2. The Spelling: Because Presidents Day is not the official name of any federal holiday, there is great variation in how it is rendered. Many dictionaries and usage manuals endorse both Presidents Day and Presidents’ Day. The Chicago Manual of Style, The American Heritage Dictionary, and Webster’s Third International Dictionary, as well as the majority of significant authorities, still favor the predominant Presidents’ Day. The popularity of Presidents Day has increased in recent years, however, and is favored by both the Writer’s Digest and Associated Press Stylebook. President’s Day is technically only correct if intending to honor just one president, but is often seen in print even when meant to pay tribute to both Washington and Lincoln.
3. Washington and his Hatchet: Although our first president certainly deserves our respect, it is not due to his honesty as a child. The well known story of young George chopping down a cherry tree and owning up to the transgression comes from an early biography of George Washington entitled Life of George Washington; with Curious Anecdotes, Equally Honorable to Himself, and Exemplary to His Young Countrymen. It is likely that author Mason Locke Weems fabricated the famous story.
4. Lincoln’s “Failures”: Our sixteenth president undoubtedly overcame many obstacles before his election. He came from humble beginnings with little formal education. He endured personal tragedies, as well as financial, business and political setbacks. Lincoln’s “failures” have, however been exaggerated to create a more inspirational story. He enjoyed comparable successes such as being elected captain of Illinois’ militia, being elected to the Illinois state legislature and Congress, and establishing his own law practice.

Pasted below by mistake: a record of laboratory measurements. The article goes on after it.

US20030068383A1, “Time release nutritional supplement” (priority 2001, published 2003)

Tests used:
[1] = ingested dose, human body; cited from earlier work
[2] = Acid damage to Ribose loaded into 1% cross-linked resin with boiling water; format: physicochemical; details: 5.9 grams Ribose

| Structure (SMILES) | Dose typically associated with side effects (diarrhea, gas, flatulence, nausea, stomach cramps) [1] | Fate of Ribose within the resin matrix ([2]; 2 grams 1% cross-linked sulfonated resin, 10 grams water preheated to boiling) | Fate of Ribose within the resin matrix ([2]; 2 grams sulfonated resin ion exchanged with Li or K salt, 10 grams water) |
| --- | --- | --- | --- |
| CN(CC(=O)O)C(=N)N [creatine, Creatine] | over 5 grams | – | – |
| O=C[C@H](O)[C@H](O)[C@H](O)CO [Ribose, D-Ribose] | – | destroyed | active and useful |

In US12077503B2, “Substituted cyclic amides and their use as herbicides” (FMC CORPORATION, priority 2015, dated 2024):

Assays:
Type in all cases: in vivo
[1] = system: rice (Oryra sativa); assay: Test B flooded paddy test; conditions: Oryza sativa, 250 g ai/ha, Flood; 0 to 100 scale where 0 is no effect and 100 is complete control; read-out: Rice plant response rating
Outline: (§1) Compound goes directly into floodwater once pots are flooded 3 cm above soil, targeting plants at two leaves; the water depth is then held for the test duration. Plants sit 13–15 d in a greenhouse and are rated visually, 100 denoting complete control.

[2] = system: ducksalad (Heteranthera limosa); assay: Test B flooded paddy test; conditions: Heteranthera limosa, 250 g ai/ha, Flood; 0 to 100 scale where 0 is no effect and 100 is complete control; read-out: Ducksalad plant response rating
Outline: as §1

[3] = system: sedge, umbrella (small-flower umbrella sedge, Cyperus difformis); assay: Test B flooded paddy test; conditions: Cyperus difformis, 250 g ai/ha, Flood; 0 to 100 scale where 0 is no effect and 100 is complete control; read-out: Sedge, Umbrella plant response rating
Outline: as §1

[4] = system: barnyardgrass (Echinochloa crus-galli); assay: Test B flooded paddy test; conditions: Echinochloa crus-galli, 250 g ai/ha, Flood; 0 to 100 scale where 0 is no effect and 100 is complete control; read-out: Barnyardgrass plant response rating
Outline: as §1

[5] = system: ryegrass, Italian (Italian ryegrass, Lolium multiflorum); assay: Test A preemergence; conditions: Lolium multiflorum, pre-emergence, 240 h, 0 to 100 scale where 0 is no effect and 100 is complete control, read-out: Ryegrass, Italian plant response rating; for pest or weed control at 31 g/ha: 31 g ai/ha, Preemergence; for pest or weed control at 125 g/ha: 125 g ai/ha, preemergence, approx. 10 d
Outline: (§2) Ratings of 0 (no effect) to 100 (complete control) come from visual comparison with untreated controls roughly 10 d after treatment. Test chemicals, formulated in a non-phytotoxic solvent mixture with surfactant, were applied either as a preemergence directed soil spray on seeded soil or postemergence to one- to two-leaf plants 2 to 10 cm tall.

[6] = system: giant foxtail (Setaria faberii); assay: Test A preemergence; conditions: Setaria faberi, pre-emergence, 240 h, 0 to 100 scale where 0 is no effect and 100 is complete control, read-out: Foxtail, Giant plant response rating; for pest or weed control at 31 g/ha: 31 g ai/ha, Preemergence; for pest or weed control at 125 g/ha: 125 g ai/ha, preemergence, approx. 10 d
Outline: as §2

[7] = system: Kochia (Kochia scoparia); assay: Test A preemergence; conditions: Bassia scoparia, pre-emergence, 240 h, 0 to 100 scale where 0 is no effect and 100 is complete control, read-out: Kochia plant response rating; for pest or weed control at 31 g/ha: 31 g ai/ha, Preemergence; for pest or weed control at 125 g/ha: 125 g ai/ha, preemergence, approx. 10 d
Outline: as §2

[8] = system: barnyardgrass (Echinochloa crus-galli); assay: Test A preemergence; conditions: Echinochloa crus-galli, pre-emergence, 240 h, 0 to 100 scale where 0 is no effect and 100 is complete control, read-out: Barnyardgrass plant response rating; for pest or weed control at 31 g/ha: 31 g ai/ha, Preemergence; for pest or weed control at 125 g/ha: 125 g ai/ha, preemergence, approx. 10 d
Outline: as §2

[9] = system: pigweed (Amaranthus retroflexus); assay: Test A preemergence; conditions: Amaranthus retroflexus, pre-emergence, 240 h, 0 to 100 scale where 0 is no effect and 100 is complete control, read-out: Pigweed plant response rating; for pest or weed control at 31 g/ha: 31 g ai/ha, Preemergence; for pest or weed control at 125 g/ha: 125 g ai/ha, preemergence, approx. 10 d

5. The Presidency: A candidate for presidency must be a natural born citizen at least 35 years of age and a resident of the U.S. for at least 14 years. Barack Obama is our 44th president, although only 43 individual men have served. Grover Cleveland, the only president to be elected to nonconsecutive terms, is counted as both the 22nd and 24th president.
6. Ages and Terms: The oldest president was Ronald Reagan, who was 69 at the time of his election. The youngest president ever elected was John F. Kennedy, at age 43. Theodore Roosevelt was the youngest president ever to serve, however, when at age 42, he succeeded William McKinley, who had been assassinated. Franklin D. Roosevelt served the longest term in office, 12 years, 1 month, and 8 days. (The 22nd Amendment now prohibits election to more than two terms). William Henry Harrison had the shortest tenure, a mere month. He died of pneumonia after giving a lengthy inaugural speech in the snow.
7. Physical Attributes. The tallest president was Abraham Lincoln who stood a towering 6’4”. James Madison was a petite 5’4” and 100 lbs. William Howard Taft weighed in at over 300 lbs, and was so hefty that he once became stuck in the White House bathtub.
8. Presidents on U.S Currency: The following presidents are currently pictured on U.S. coins: Lincoln (penny) Thomas Jefferson (nickel) Franklin D. Roosevelt (dime) Washington (quarter) and Kennedy (half dollar). United States currency notes now in production bear the following presidential portraits: George Washington on the $1 bill, Thomas Jefferson on the $2 bill, Abraham Lincoln on the $5 bill, Andrew Jackson on the $20 bill, and Ulysses S. Grant on the $50 bill. Presidents William McKinley, Grover Cleveland, James Madison, and Woodrow Wilson have been featured on larger denominations no longer in circulation.